Evaluation of Fluid Volume: Existing Indices and Our Newly Developed Method
Kensuke Nakamura1, Jun Oda2
1Emergency and Critical Care Medicine, Hitachi General Hospital, Japan
2Emergency and Critical Care Medicine, Tokyo Medical University, Japan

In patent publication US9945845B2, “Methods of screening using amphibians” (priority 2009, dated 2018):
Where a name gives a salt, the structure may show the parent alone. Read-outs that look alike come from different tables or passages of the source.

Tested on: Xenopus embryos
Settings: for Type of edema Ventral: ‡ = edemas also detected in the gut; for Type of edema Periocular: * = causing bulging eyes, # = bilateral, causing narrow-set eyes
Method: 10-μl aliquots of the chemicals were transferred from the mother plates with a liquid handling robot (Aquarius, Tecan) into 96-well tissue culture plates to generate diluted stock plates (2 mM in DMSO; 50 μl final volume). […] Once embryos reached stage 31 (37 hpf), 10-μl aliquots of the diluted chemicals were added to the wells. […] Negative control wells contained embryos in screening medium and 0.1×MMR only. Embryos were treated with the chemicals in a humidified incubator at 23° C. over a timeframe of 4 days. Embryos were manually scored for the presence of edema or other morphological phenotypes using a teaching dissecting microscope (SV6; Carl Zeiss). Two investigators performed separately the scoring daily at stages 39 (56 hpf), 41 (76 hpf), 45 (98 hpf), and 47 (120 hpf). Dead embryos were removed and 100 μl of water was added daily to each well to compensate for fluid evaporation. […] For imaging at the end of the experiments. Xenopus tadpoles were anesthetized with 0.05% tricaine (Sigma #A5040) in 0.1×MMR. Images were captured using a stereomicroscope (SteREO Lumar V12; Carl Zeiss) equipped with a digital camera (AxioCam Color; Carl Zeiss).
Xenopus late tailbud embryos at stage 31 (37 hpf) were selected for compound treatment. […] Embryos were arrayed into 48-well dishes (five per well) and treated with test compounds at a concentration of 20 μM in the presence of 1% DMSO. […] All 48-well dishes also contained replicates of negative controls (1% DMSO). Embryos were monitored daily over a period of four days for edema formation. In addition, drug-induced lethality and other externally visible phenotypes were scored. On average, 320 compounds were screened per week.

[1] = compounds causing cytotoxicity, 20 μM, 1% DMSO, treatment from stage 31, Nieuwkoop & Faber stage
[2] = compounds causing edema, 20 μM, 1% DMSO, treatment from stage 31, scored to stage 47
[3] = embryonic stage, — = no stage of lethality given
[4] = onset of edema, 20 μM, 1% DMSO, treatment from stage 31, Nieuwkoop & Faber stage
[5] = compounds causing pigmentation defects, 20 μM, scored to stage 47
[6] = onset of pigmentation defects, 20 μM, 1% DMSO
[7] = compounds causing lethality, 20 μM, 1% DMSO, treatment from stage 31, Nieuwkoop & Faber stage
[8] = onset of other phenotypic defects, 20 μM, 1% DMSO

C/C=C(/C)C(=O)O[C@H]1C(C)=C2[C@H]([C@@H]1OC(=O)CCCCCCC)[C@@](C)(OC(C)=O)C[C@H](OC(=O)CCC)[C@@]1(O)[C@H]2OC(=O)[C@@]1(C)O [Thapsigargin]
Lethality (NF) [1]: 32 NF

Fluid management is one of the most important factors of intensive care. In the recent critical care, fluid resuscitation is the important and first approach for the shock resuscitation, whereas fluid overload would worsen the patients’ prognosis and we should avoid unnecessary fluid load. Therefore, some kind of indices to evaluate fluid responsibility hase been needed. Various techniques are proposed and studied for evaluating the fluid volume. Central venous pressure, which has been used as gold standard for fluid volume through the ages, was demonstrated poor relationship to fluid responsiveness. In contrast, dynamic indices such as stroke volume variation have gained attentions for better assessment for predicting fluid responsiveness. But these assessments require some invasions and preparation to indicate. The respiratory variation of inferior venous cava IVC or internal jugular vein IJV by ultrasound echography has been once again appreciated as a fluid responsiveness marker. However, echography measurements entail some subjective problems. The evaluation results are affected to some degree by the subjective views of sonographers. We developed and analyzed the automatic analysis of IJV and IVC with the software and showed that the cardiac variation of IJV and IVC were also associated with fluid status and fluid responsibility. The automatic analysis with software is expected to evaluate them shortly, easily and objectively. As there is no absolute index to predict fluid responsibility, we should evaluate with as many methods as possible, and development of new predictor and technique is important in this field. We would like to introduce our efforts to evaluate fluid responsibility in clinical practice and studies.